The other route, is that it isn't legal, but quite doable. If you check the right boxes, and after taking over the planet send out a message, "oh, everything is fine, don't worry about our earlier distress calls," then everyone ignores it because you're fulfilling that planet's contracts as the last owners did.

Either way, I expect this may involve a lot of layers of the company, directly and indirectly. The people competing for the top spots in the board will likely see capturing assets through military force as an acceptable election strategy.

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  • $\begingroup$ The idea behind martial-acquisitions was that the Founders knew that conflict was inevitable and built in a control mechanism, rather than trying to squash it completely. $\endgroup$ Feb 2, 2017 at 20:25
  • $\begingroup$ Well, as I said, there is the official route and the unofficial route. Often, people prefer the unofficial one, as you can allow it to happen, turn a blind eye--or you can punish people for it at your discretion. $\endgroup$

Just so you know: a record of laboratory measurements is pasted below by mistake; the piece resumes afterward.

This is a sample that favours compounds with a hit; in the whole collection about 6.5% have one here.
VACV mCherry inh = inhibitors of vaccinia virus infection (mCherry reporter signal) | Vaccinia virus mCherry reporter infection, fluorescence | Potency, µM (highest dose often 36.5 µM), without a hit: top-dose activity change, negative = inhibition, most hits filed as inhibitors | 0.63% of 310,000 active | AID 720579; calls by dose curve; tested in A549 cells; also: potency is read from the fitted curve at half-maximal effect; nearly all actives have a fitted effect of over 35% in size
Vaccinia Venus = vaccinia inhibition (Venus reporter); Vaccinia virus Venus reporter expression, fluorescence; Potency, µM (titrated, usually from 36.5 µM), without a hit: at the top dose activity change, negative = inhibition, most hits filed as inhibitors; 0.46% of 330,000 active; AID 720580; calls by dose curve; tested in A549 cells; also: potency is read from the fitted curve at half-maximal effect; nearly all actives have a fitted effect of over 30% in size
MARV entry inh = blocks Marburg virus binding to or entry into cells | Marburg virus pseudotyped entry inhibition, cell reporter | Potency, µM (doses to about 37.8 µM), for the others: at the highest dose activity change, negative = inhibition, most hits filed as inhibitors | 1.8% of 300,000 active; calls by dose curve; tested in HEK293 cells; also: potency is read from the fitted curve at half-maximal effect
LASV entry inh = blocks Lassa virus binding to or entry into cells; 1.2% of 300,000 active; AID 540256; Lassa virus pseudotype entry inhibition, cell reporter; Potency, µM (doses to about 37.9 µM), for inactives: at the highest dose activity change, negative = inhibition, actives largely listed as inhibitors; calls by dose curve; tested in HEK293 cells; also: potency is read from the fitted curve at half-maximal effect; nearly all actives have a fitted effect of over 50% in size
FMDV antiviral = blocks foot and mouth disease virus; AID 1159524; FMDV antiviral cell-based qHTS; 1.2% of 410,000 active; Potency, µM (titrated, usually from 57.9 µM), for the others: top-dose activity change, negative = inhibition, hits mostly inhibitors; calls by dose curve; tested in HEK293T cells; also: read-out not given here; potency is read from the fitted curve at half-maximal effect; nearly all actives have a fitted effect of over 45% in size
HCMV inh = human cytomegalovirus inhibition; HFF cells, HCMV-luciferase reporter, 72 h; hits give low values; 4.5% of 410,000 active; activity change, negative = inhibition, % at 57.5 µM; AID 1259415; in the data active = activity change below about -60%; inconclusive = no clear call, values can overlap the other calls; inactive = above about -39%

– J. Doe
    Feb 2, 2017 at 20:36
  • $\begingroup$ Forgot to tag again @Trismegistus $\endgroup$
    – J. Doe
    Feb 2, 2017 at 20:37
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Assuming a deeply immoral and cynical council, members of the council might secretly provoke a war between smaller (non-council) members, as a way of eliminating potential future rivals and as an excuse to step in and liquidate the offenders "for the good of all", but the disproportionate good of the council members

Also, the power of courts is ultimately backed by the potential for force, and in your scenario there are courts run by the council. If a corp or group of corps tries to form their own collective with their own rules, and ignores the courts long enough, the council must either act by force, or lose power, relevancy, and profit.

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  • $\begingroup$ That's kind of the idea. From the story side I'm not trying to build away from conflict. From the world-building and in-universe side, the idea behind martial-acquisitions was that the Founders knew that conflict was inevitable and built in a control mechanism, rather than trying to squash it completely. $\endgroup$ Feb 2, 2017 at 20:15